"Like I said doc, I already did that and I couldn't find anything that hurt."
Jake didn't react for me either, but I did feel a subtle swelling in his right knee joint and he had what we call a "positive drawer sign", in which the tibia (shin bone) is able to slide forward relative to the femur (thigh bone), a bit like a drawer opening slightly. This meant that Jake had torn his cranial cruciate ligament, called the anterior cruciate ligament, or "ACL", in humans. So, isn't that painful? If so, why wasn't Jake reacting? Yes, it is painful and Jake was not reacting because he is a stoic.

Not that many dogs or cats have human "ouch, that spot hurts" reactions to pain. Some do, but most don't. Most are either stoics or Cassandras. The stoics, like Jake, prefer not to show any sign of pain. This is in part because in nature showing pain can make you an easy target. This is especially true of prey species such as rabbits who are ultra-stoic, but it is also true of social predators, such as dogs, who might be in danger of losing status. That said, there is tremendous individual variation and tremendous breed variation.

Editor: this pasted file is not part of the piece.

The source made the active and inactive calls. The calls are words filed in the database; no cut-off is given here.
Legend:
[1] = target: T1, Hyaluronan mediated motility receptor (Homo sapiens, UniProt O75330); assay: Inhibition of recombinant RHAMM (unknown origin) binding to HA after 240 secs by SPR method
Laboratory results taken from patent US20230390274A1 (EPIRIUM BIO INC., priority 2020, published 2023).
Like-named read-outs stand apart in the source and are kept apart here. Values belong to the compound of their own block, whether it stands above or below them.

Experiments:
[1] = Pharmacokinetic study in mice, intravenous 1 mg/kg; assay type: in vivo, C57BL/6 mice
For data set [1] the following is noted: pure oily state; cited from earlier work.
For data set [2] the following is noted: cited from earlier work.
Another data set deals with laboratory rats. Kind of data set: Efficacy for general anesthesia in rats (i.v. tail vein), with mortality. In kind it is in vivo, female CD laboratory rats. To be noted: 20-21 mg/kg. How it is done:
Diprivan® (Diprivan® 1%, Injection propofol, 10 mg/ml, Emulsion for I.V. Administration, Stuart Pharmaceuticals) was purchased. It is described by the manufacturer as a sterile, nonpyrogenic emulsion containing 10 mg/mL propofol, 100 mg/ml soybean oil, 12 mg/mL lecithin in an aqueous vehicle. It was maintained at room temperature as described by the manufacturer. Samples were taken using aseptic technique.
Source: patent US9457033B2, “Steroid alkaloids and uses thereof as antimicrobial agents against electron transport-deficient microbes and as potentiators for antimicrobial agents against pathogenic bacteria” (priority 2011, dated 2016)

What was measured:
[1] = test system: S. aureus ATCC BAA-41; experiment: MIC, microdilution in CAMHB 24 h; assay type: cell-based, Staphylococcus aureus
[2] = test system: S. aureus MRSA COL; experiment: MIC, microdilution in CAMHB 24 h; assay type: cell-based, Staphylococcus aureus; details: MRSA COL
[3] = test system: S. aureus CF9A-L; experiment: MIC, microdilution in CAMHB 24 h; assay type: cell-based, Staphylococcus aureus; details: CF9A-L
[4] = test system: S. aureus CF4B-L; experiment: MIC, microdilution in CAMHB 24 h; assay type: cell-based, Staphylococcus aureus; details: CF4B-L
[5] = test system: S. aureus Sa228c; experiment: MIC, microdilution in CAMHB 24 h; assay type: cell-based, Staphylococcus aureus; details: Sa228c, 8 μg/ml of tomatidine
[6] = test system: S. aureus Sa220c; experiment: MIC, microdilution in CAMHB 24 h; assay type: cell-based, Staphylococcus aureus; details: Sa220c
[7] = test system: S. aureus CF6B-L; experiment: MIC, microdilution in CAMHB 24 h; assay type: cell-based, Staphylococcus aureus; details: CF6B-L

So, if stoics won't let you identify the location of the injury because they won't show pain, what do Cassandras do? In their most extreme form Cassandras scream if you take a small step in their general direction. If they do let you examine them, they will show what seems like pain (more screaming) even if you are only vaguely in the vicinity the problem area. You might be able to generally localize the problem as "front end versus back end", maybe, but that's not all that helpful.

As a sweeping generalization, dogs are more likely to be stoics and cats are more likely to be Cassandras, but there is a lot of cross-over.

What is the poor veterinarian to do with the patient that not only refuses to speak English but is likely a stoic or a Cassandra? As Jake's story illustrated, we perform a specialized kind of physical exam where we feel for what might be swollen, out of place, loose and yes, in some cases sore. Sometimes xrays are needed. And sometimes even then we have to make educated guesses. Thank goodness for education!

Saturday, October 29, 2016

Spay Day